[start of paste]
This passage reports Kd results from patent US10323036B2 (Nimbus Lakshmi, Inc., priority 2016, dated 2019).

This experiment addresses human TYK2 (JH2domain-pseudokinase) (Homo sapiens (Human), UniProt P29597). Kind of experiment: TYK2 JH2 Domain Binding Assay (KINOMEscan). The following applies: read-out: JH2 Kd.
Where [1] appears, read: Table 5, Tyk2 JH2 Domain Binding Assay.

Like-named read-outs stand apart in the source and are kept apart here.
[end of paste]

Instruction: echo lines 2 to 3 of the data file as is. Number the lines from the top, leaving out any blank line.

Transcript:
This experiment addresses human TYK2 (JH2domain-pseudokinase) (Homo sapiens (Human), UniProt P29597). Kind of experiment: TYK2 JH2 Domain Binding Assay (KINOMEscan). The following applies: read-out: JH2 Kd.
Where [1] appears, read: Table 5, Tyk2 JH2 Domain Binding Assay.